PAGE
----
It has now been a year since economic reforms in Cuba began to take hold.
Although the country's economy will continue to be controlled by the state, the reforms are aimed at promoting economic growth and removing some of the inefficiencies of state-run enterprises.
"They're trying to fix their socialist system...they're trying to become much more market-oriented, have some elements of capitalism and make the economy work better."
- Philip Peters, the vice-president of the Lexington Institute
Since November, Cubans were given the right to buy and sell their homes at prices they set. It marks the first time that Cubans have been able to trade real estate since the 1959 revolution.
Cubans can now open small businesses and hire workers. In 2011, around 350,000 people received licences to start their own businesses.
Reducing bureaucracy as well as the enormous state payroll is also part of the plan. By 2014, 1.8 million state workers, which is 37 per cent of the workforce, will be laid off.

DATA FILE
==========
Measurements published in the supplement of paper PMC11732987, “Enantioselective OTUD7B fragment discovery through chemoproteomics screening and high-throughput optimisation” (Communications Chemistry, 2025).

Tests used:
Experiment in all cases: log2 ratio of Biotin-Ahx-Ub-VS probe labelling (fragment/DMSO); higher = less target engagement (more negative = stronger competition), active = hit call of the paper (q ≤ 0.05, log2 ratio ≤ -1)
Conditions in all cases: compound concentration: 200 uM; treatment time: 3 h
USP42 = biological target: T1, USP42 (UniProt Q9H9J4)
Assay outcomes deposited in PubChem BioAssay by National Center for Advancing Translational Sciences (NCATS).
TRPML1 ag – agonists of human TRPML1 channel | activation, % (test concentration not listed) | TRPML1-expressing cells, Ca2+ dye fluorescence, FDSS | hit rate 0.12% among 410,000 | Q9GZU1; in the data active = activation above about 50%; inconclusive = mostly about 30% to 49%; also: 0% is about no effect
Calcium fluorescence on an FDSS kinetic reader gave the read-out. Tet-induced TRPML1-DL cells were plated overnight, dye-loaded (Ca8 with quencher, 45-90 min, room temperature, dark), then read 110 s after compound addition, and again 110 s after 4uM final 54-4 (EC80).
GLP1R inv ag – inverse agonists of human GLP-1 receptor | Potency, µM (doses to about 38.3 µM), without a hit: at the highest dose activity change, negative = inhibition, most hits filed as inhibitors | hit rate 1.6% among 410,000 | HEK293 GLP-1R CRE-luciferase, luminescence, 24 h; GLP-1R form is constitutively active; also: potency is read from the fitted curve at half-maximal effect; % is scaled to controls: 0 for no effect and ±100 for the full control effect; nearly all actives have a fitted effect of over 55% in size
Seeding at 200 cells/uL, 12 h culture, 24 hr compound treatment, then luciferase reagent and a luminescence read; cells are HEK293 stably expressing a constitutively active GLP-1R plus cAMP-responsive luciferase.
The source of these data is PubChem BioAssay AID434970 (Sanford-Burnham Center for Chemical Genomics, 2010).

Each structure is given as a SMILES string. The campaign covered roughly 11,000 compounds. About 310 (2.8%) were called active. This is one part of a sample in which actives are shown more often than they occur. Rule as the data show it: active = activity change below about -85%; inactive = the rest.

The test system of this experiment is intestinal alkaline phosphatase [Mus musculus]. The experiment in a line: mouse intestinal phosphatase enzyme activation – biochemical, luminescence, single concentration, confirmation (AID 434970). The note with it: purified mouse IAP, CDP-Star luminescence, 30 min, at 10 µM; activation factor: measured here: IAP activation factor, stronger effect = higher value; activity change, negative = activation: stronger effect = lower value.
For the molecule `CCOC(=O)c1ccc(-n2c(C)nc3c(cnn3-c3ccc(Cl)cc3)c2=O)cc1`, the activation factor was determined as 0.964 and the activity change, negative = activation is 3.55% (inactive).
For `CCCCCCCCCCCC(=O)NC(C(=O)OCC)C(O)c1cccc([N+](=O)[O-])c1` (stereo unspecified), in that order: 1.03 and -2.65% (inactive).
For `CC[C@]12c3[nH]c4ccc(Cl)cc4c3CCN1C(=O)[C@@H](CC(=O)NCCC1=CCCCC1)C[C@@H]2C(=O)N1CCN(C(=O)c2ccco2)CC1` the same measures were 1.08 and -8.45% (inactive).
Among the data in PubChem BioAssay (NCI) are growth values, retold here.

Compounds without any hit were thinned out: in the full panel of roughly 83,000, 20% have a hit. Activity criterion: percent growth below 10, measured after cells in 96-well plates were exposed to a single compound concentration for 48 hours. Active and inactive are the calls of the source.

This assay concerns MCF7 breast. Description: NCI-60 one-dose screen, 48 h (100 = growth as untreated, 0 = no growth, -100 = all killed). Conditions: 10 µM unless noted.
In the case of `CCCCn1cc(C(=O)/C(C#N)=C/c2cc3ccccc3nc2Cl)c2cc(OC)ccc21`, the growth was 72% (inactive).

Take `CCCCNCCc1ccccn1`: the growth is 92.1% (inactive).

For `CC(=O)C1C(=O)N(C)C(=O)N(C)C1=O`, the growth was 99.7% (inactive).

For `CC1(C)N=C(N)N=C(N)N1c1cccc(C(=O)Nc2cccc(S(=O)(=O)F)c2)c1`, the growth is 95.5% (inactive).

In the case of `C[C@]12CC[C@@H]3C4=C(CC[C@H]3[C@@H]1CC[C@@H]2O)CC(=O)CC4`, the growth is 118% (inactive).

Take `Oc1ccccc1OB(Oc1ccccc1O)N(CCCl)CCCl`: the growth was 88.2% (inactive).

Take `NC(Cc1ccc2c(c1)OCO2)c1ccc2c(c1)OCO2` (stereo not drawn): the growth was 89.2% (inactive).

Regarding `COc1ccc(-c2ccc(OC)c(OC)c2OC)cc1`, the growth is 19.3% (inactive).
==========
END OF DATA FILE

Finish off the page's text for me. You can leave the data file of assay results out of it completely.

So, will Cuba's economic reforms have the desired effect? And will it have any effect on US policies towards Cuba?
Inside Story Americas discusses with guests: Peter Kornbluh, the director of the Cuba Documentation Project at the National Security Archive; Philip Brenner, a professor of US foreign policy at American University; and Philip Peters, the vice president of the Lexington Institute think tank.
"I don't know what will happen over the next year, but we are prepared to see what happens in Cuba. If we see positive movement we will respond in a positive way... I will always be prepared to change our Cuba policy if and when we start seeing a serious intention on the part of the Cuban government to provide liberty for its people."
Barack Obama, US president